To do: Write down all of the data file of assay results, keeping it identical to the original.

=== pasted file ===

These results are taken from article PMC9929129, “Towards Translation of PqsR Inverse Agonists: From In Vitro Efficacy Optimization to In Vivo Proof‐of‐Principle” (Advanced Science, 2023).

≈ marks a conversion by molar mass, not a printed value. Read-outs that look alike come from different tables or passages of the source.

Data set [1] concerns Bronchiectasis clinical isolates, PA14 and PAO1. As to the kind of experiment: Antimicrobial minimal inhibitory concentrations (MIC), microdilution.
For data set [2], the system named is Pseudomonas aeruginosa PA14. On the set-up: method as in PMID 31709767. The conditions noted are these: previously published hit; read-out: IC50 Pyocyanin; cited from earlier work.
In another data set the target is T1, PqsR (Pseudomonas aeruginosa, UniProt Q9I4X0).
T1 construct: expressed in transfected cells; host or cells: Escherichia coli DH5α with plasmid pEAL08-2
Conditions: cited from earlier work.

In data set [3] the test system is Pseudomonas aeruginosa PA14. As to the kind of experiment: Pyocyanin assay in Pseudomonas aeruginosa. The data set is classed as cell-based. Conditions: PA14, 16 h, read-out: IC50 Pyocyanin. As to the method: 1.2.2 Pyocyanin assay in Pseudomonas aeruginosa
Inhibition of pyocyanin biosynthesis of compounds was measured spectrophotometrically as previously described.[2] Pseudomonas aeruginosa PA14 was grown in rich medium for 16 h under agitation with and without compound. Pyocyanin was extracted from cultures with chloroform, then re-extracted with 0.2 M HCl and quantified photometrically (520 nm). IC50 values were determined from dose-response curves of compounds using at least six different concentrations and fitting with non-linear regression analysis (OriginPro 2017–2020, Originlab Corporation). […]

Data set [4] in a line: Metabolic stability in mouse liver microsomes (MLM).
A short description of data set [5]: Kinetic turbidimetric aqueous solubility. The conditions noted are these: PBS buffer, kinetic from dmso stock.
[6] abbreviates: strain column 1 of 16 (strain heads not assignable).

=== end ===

These results are taken from article PMC9929129, “Towards Translation of PqsR Inverse Agonists: From In Vitro Efficacy Optimization to In Vivo Proof‐of‐Principle” (Advanced Science, 2023).

≈ marks a conversion by molar mass, not a printed value. Read-outs that look alike come from different tables or passages of the source.

Data set [1] concerns Bronchiectasis clinical isolates, PA14 and PAO1. As to the kind of experiment: Antimicrobial minimal inhibitory concentrations (MIC), microdilution.
For data set [2], the system named is Pseudomonas aeruginosa PA14. On the set-up: method as in PMID 31709767. The conditions noted are these: previously published hit; read-out: IC50 Pyocyanin; cited from earlier work.
In another data set the target is T1, PqsR (Pseudomonas aeruginosa, UniProt Q9I4X0).
T1 construct: expressed in transfected cells; host or cells: Escherichia coli DH5α with plasmid pEAL08-2
Conditions: cited from earlier work.

In data set [3] the test system is Pseudomonas aeruginosa PA14. As to the kind of experiment: Pyocyanin assay in Pseudomonas aeruginosa. The data set is classed as cell-based. Conditions: PA14, 16 h, read-out: IC50 Pyocyanin. As to the method: 1.2.2 Pyocyanin assay in Pseudomonas aeruginosa
Inhibition of pyocyanin biosynthesis of compounds was measured spectrophotometrically as previously described.[2] Pseudomonas aeruginosa PA14 was grown in rich medium for 16 h under agitation with and without compound. Pyocyanin was extracted from cultures with chloroform, then re-extracted with 0.2 M HCl and quantified photometrically (520 nm). IC50 values were determined from dose-response curves of compounds using at least six different concentrations and fitting with non-linear regression analysis (OriginPro 2017–2020, Originlab Corporation). […]

Data set [4] in a line: Metabolic stability in mouse liver microsomes (MLM).
A short description of data set [5]: Kinetic turbidimetric aqueous solubility. The conditions noted are these: PBS buffer, kinetic from dmso stock.
[6] abbreviates: strain column 1 of 16 (strain heads not assignable).